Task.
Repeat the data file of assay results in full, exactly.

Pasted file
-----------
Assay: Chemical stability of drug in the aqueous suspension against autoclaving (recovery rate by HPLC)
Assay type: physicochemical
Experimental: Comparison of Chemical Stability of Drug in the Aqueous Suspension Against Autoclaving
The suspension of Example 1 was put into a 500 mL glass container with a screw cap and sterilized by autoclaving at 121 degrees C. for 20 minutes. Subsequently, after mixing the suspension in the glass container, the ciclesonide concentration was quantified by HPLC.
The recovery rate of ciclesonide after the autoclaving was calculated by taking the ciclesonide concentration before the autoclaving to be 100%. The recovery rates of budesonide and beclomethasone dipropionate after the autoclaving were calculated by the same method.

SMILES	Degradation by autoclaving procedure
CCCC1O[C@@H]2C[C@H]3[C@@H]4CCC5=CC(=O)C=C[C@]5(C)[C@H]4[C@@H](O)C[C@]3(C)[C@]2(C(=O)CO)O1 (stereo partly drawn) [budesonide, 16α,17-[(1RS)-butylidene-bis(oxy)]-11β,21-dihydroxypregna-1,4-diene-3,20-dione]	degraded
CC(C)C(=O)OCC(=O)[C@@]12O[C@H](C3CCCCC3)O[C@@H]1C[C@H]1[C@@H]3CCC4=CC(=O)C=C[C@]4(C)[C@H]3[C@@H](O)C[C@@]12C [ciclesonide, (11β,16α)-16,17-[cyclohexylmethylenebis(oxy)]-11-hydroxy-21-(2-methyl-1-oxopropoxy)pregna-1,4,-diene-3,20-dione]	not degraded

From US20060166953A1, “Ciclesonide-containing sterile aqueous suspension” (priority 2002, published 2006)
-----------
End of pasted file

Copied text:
Assay: Chemical stability of drug in the aqueous suspension against autoclaving (recovery rate by HPLC)
Assay type: physicochemical
Experimental: Comparison of Chemical Stability of Drug in the Aqueous Suspension Against Autoclaving
The suspension of Example 1 was put into a 500 mL glass container with a screw cap and sterilized by autoclaving at 121 degrees C. for 20 minutes. Subsequently, after mixing the suspension in the glass container, the ciclesonide concentration was quantified by HPLC.
The recovery rate of ciclesonide after the autoclaving was calculated by taking the ciclesonide concentration before the autoclaving to be 100%. The recovery rates of budesonide and beclomethasone dipropionate after the autoclaving were calculated by the same method.

SMILES	Degradation by autoclaving procedure
CCCC1O[C@@H]2C[C@H]3[C@@H]4CCC5=CC(=O)C=C[C@]5(C)[C@H]4[C@@H](O)C[C@]3(C)[C@]2(C(=O)CO)O1 (stereo partly drawn) [budesonide, 16α,17-[(1RS)-butylidene-bis(oxy)]-11β,21-dihydroxypregna-1,4-diene-3,20-dione]	degraded
CC(C)C(=O)OCC(=O)[C@@]12O[C@H](C3CCCCC3)O[C@@H]1C[C@H]1[C@@H]3CCC4=CC(=O)C=C[C@]4(C)[C@H]3[C@@H](O)C[C@@]12C [ciclesonide, (11β,16α)-16,17-[cyclohexylmethylenebis(oxy)]-11-hydroxy-21-(2-methyl-1-oxopropoxy)pregna-1,4,-diene-3,20-dione]	not degraded

From US20060166953A1, “Ciclesonide-containing sterile aqueous suspension” (priority 2002, published 2006)